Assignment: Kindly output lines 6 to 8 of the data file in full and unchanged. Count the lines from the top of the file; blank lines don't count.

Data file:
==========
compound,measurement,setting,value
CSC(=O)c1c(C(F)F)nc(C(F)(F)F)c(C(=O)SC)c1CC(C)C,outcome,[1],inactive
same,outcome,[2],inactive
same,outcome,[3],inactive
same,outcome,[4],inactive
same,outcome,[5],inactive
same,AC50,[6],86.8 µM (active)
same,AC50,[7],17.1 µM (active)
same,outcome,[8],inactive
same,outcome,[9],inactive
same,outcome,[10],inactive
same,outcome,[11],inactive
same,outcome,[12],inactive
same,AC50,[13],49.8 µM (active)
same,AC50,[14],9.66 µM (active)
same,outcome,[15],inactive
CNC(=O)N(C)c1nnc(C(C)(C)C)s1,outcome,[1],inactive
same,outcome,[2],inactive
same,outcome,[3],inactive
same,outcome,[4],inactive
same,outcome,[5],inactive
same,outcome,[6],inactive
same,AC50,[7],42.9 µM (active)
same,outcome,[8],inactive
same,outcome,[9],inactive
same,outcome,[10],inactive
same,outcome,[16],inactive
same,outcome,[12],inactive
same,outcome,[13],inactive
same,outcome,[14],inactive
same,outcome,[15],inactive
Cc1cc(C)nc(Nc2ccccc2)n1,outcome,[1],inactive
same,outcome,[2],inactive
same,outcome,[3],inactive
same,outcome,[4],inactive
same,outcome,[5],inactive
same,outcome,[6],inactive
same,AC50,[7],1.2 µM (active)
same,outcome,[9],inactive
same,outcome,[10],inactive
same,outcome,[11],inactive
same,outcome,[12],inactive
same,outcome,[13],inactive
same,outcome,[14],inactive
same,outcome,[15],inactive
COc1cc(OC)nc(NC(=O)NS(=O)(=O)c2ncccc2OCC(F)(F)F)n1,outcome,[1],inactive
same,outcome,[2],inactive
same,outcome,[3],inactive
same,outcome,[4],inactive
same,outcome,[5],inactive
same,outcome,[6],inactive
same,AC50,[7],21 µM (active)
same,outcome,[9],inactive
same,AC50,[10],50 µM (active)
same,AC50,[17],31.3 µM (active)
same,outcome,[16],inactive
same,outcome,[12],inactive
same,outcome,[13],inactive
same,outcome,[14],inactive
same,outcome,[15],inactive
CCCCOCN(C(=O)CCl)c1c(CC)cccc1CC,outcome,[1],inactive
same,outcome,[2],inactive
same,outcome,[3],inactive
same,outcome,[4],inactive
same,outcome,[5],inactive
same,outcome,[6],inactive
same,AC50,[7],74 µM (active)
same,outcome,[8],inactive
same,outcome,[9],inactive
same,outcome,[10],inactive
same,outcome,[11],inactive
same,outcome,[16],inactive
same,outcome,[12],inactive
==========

same,outcome,[5],inactive
same,AC50,[6],86.8 µM (active)
same,AC50,[7],17.1 µM (active)